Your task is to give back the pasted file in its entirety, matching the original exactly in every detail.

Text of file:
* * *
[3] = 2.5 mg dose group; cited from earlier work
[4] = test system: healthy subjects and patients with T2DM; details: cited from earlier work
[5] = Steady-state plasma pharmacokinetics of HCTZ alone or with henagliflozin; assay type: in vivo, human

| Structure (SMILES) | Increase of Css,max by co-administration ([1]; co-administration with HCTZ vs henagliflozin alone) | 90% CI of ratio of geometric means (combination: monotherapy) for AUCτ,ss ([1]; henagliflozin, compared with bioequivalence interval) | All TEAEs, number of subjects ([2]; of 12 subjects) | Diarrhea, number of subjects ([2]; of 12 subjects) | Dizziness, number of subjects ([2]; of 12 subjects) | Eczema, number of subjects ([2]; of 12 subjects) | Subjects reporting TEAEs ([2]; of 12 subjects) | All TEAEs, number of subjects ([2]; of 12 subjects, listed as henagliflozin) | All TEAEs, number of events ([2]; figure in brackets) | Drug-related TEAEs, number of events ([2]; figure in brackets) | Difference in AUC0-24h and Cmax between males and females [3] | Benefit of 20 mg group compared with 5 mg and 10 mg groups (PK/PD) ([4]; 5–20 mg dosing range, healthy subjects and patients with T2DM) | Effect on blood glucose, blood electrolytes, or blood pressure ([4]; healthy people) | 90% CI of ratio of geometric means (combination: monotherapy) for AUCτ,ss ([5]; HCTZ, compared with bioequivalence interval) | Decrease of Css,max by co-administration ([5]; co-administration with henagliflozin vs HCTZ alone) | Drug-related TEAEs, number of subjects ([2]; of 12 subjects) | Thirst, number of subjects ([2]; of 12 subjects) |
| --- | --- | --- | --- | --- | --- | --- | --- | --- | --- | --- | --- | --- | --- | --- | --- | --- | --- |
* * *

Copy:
[3] = 2.5 mg dose group; cited from earlier work
[4] = test system: healthy subjects and patients with T2DM; details: cited from earlier work
[5] = Steady-state plasma pharmacokinetics of HCTZ alone or with henagliflozin; assay type: in vivo, human

| Structure (SMILES) | Increase of Css,max by co-administration ([1]; co-administration with HCTZ vs henagliflozin alone) | 90% CI of ratio of geometric means (combination: monotherapy) for AUCτ,ss ([1]; henagliflozin, compared with bioequivalence interval) | All TEAEs, number of subjects ([2]; of 12 subjects) | Diarrhea, number of subjects ([2]; of 12 subjects) | Dizziness, number of subjects ([2]; of 12 subjects) | Eczema, number of subjects ([2]; of 12 subjects) | Subjects reporting TEAEs ([2]; of 12 subjects) | All TEAEs, number of subjects ([2]; of 12 subjects, listed as henagliflozin) | All TEAEs, number of events ([2]; figure in brackets) | Drug-related TEAEs, number of events ([2]; figure in brackets) | Difference in AUC0-24h and Cmax between males and females [3] | Benefit of 20 mg group compared with 5 mg and 10 mg groups (PK/PD) ([4]; 5–20 mg dosing range, healthy subjects and patients with T2DM) | Effect on blood glucose, blood electrolytes, or blood pressure ([4]; healthy people) | 90% CI of ratio of geometric means (combination: monotherapy) for AUCτ,ss ([5]; HCTZ, compared with bioequivalence interval) | Decrease of Css,max by co-administration ([5]; co-administration with henagliflozin vs HCTZ alone) | Drug-related TEAEs, number of subjects ([2]; of 12 subjects) | Thirst, number of subjects ([2]; of 12 subjects) |
| --- | --- | --- | --- | --- | --- | --- | --- | --- | --- | --- | --- | --- | --- | --- | --- | --- | --- |